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What are the top HR challenges businesses will face in 2013

The first week of  January is always a good time to look back at the HR successes and failures of the previous year to see what can be improved on and where changes need to be made.

Looking back at 2012 the Zynap Talent Engineers identified the following as the top three common HR challenges faced by business:

  1. Developing and maintaining an up-to-date compensation/total rewards strategy.
    As an employer, you should spend some time determining how competitively you want to pay your employees and determine how you will track this from year to year. For example, do you want to pay employees more or less than your competition does? Always ask this within the context of what your business can afford both today and in the next three to five years. Other questions that need to be asked include: Who are you competing with for new recruits – they may not necessarily be your competitors or even in the same sector? What elements of compensation will you offer? Will you differentiate benefits based on organisational level? What are the underlying principles that will drive compensation decisions, such as: How will pay increases be determined? How will internal equity be addressed or will only external equity be considered? How will employees share in the success of the business?
    So do you need a structured approach to total compensation, or in industry-speak, total rewards? When you think of how powerful this area is to the psychic well-being of your employees, how could you not want to? There are numerous benefits to a planned, strategic approach to compensation/total rewards, when your business looks to the future and plans ahead.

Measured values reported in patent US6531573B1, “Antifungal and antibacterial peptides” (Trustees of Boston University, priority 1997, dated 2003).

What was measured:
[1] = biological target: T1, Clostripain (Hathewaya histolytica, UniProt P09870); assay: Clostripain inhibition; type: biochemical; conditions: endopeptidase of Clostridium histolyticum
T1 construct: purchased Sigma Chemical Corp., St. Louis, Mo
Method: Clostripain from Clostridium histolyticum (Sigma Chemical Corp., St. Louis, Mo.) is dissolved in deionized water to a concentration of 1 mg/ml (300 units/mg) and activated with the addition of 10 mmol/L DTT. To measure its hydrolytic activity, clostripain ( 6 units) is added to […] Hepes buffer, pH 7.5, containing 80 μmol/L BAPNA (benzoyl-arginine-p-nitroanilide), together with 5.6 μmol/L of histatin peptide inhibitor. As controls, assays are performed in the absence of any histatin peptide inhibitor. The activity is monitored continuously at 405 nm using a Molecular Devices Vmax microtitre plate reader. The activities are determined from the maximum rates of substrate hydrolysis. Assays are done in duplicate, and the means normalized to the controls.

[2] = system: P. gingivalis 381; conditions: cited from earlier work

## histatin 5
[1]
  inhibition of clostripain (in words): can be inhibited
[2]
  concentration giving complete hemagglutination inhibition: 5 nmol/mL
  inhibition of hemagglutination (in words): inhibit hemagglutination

2. Creating a talent management strategy that aligns with the attainment of business objectives.
    The creation of a talent management framework to support business objectives means your organisation will have an integrated approach to attracting, engaging, rewarding and retaining your people (a.k.a. talent) thereby allowing the organization to respond quickly and efficiently to changing business needs.
    Regardless of the size of your organisation, the talent you have is fundamental to your business success, or failure.
    There are several approaches to incorporating a talent management strategy that will align with your business, but in the end it is all about the cultivation of excellence in an organisation. By cultivating excellence, all aspects of your people management strategy will align with the overall vision of the organisation. A successful talent management strategy will ensure ongoing organisational success as employees are motivated and engaged to succeed. Key components of a talent strategy include: employment branding, how talent will be acquired, career development and succession planning, leadership development and executive/managerial coaching, recognition, on-boarding, and other key elements that are supported by HR systems and metrics and a solid total rewards program that drives your company culture and supports company values.
  3. Building a training framework that supports the attainment of company goals.